Oh...okay..what's SUDEP? 

Uh...well...it stands for Sudden Unexpected Death from Epilepsy.   Fan-fucking-TASTIC!  So yeah...

So yeah, we need her to be medicated.  So I asked whether the results of a prolonged EEG would dictate which med she took.  The doc more or less said that odds are it will be Depakote, but it might be this other drug (can't remember).  But before they can prescribe Depakote they have to first do a POL g test because if the results of THAT come back positive, then they can't use Depakote.  So I'm on standby while they negotiate with the insurance company to see if they can get the test covered. 

Chapter 5:  Revisiting the Aide Situation

In September my aide quit.  Awesome.  It'll be sooooo easy to find a replacement.  (spoiler alert...I haven't yet found a replacement).  A week after my aide quit we had a meet and greet with an aide.  Again...she showed up.  Again...I wanted to proceed.  I took the day off on her first day to go over stuff with her.  She didn't show up to get Lily off the bus.  Thank god I was there.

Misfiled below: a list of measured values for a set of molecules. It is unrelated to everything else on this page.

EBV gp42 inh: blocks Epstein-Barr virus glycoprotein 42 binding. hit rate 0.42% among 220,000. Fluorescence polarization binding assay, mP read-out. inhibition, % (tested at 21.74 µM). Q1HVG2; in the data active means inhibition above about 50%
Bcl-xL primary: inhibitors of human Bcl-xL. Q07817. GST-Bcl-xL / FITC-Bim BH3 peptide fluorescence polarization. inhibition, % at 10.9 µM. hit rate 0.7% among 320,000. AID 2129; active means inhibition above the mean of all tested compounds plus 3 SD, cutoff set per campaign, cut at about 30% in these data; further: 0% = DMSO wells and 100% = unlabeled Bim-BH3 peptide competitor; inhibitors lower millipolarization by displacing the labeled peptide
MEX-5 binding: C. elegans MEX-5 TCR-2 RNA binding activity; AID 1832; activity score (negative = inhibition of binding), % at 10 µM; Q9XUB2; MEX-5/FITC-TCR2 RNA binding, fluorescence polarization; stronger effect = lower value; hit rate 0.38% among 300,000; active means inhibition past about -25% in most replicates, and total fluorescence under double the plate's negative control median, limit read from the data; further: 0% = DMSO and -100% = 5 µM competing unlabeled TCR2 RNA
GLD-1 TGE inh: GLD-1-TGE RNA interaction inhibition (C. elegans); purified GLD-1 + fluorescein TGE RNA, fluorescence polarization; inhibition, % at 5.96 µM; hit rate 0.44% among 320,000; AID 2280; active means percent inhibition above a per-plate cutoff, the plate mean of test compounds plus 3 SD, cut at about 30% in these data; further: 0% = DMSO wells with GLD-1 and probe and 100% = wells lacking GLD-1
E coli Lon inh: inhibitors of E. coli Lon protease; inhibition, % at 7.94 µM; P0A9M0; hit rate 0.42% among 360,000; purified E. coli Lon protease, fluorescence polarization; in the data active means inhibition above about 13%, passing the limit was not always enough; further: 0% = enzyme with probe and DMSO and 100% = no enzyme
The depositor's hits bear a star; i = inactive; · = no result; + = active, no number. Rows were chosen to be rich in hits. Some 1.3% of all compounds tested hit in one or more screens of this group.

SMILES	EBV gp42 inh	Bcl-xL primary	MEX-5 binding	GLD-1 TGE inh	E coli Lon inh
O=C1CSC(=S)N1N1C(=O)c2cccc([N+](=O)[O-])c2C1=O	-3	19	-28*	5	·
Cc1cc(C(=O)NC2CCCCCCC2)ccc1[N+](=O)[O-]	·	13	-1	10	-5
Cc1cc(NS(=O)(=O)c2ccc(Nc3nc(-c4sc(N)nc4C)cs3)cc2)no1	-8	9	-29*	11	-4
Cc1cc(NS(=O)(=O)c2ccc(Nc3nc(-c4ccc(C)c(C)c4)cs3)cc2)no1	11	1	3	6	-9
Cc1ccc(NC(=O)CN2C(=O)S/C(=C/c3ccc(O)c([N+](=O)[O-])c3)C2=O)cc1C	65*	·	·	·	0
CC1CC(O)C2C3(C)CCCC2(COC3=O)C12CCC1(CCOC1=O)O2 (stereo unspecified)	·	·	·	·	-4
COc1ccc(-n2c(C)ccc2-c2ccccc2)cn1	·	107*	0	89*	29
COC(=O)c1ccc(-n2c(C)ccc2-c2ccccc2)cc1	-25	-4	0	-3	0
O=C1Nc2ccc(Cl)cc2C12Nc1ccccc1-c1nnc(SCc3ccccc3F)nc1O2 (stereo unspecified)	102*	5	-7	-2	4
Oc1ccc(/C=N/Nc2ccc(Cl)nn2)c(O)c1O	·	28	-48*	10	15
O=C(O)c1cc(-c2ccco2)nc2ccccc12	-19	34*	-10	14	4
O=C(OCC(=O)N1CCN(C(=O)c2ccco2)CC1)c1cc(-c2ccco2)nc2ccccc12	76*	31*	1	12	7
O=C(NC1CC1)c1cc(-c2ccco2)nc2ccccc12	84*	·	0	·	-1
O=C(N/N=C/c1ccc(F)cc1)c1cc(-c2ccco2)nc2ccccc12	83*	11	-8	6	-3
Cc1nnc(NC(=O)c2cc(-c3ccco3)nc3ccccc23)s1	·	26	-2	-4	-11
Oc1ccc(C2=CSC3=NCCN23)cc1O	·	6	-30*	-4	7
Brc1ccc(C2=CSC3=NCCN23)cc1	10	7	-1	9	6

It was probably for the best anyway, because it turns out, an aide can't legally give Lily any medication...including the emergency seizure med already in my house (for a seizure lasting longer than five minutes).  So even though she'd have been covering Lily...once the med was prescribed she would have had to get replaced by a nurse.

I had to reach back out to the doc for a NEW letter of medical necessity including the NEW diagnosES so that the insurance could review and approve (they did...and did) a NURSE in place of an aide. 

Soooooo...currently looking into the nurse situation.  To date...One nurse interested in a meet and greet...failed to show up.  In her defense...the agency indicated she had to go to the hospital.  That was two weeks ago.  She must be REALLY fucking sick.  That agency offered me a male nurse instead.  I politely declined. 

I was super excited to take a half day off today to do a meet an greet with another nurse that was interested!  But they called this morning.  She took someone else's case first. 

If you're keeping score at home that's six no shows.  This morning's no show made me a lot sadder than I expected it to.  I think I got my hopes up (the nurse thing has gotten more bites in less time than the aide thing ever did) but basically I'm still in the position where the one person who actually makes it to an interview and shows up for work...gets the job.  I feel EXTREMELY comfortable with that.  SARCASM!!!